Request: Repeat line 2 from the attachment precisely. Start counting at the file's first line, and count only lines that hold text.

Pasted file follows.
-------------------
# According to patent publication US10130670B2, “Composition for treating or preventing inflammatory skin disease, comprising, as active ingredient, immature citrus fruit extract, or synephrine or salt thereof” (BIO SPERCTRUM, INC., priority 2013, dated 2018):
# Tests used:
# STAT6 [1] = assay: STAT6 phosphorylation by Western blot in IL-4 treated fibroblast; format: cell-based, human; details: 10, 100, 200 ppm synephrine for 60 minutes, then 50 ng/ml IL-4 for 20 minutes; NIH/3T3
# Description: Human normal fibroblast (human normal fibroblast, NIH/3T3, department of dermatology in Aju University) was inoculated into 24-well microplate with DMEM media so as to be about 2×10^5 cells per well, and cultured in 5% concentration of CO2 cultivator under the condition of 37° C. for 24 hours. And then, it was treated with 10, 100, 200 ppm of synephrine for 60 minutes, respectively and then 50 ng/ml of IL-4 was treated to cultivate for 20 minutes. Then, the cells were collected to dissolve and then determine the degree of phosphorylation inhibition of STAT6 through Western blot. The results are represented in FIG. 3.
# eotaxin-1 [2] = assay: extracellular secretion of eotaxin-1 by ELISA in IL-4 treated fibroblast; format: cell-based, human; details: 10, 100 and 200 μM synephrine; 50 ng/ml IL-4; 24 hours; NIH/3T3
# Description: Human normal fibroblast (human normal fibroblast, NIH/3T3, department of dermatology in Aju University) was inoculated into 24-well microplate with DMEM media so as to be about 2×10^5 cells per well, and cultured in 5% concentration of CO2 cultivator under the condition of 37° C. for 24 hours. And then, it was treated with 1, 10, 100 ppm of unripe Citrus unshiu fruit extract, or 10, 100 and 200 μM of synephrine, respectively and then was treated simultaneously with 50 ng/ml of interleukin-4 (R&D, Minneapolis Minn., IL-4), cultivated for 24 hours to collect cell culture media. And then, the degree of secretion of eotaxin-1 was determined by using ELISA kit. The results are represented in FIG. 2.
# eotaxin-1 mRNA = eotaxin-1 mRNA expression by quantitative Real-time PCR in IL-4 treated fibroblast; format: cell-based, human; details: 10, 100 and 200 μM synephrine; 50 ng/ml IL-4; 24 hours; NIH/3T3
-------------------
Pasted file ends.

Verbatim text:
# Tests used: